Bipolar Disorder is also sometimes called manic-depressive disorder, and often develops during a person’s late teens to early adulthood. A person with Bipolar Disorder experiences extreme changes in mood, most often moving from periods of depression to periods of what is called “mania”. During a manic episode, the person might require very little sleep, and appear to be extremely excited and happy. Manic episodes can also be characterized by impulsive behaviors, rapid speech and recklessness, which the person experiences as a euphoria or “high”. In contrast, depressive episodes are experienced as extreme lows, during which the person feels tired, unmotivated, irritable, and sad. There are different forms of Bipolar Disorder, and not all symptoms are this extreme. Additionally, a person can have a “mixed episode” in which characteristics of mania and depression are present. Eating disorders occur much more frequently in people with Bipolar Disorder than in the rest of the population.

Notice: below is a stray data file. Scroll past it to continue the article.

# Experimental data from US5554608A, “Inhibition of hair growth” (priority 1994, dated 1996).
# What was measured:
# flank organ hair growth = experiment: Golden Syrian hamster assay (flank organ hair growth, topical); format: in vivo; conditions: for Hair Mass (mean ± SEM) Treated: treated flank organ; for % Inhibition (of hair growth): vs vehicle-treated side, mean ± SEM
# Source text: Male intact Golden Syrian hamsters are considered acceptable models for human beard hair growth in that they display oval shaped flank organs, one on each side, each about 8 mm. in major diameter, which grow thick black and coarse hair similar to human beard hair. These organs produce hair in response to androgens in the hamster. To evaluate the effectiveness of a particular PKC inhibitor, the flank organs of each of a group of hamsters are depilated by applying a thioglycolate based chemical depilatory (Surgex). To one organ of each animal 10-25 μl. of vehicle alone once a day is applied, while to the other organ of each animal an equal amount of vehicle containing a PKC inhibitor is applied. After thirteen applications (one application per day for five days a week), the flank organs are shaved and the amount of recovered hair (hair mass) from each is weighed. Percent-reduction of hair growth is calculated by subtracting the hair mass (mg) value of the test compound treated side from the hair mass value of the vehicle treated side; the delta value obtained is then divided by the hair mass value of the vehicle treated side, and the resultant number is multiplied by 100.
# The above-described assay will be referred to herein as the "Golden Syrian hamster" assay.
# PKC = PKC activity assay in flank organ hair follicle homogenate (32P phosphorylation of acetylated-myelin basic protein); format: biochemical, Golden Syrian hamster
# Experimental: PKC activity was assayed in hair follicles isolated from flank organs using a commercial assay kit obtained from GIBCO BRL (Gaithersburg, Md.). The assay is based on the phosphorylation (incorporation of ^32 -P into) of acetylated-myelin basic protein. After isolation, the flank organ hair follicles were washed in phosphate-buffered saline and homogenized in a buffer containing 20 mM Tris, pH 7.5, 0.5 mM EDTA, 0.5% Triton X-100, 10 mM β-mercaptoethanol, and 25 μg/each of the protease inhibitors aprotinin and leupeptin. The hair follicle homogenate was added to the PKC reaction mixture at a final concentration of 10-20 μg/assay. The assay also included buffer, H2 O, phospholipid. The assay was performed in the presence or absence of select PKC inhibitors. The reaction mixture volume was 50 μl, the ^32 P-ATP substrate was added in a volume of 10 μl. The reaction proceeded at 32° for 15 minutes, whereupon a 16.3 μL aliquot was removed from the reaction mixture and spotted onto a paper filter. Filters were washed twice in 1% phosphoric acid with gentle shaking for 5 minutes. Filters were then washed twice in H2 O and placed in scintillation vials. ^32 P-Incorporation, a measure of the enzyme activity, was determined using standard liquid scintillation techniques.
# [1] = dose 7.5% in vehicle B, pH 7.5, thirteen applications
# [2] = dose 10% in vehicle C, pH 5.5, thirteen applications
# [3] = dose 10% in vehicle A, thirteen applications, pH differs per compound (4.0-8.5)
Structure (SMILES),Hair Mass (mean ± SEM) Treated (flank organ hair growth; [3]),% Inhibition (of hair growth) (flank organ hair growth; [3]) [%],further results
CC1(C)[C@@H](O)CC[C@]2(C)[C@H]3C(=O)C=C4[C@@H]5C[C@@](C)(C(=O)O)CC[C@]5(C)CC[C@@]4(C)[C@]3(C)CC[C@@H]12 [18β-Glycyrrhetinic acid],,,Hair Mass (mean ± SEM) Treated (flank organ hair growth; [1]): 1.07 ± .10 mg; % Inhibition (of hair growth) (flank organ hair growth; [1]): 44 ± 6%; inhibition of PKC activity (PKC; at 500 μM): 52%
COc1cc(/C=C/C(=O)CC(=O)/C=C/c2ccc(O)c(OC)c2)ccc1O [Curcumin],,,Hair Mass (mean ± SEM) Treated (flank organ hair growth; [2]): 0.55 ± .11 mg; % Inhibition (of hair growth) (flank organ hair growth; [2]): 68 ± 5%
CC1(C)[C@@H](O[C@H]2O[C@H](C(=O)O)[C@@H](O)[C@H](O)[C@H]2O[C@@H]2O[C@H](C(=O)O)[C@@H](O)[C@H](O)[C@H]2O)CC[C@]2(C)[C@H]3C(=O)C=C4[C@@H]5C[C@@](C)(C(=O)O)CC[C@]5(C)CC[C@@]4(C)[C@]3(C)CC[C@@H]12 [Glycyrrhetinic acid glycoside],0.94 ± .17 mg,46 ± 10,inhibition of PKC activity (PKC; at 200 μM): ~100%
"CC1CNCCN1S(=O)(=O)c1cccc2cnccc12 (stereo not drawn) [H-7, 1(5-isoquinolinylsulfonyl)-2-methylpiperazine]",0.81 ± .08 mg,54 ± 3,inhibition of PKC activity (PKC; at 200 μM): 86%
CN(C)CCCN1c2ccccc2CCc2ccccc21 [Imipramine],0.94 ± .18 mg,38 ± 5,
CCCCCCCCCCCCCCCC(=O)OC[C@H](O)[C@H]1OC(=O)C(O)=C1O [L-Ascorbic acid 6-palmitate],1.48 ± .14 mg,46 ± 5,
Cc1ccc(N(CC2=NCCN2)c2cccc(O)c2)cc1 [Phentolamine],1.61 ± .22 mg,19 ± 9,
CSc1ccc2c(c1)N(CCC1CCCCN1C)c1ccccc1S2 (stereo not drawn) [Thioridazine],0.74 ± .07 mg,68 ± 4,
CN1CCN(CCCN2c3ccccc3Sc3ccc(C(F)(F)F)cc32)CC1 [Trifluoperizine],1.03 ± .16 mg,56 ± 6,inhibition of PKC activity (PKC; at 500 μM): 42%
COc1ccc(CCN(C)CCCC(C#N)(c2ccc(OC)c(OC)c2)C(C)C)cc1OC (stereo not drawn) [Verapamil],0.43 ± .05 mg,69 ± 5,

Bipolar Disorder must be treated with both medication and therapy. Mood stabilizers, anticonvulsants, and antidepressants are the most common medications prescribed for this disorder. People with Bipolar Disorder might be resistant to following their medication regimen, especially when they experience more frequent manic episodes.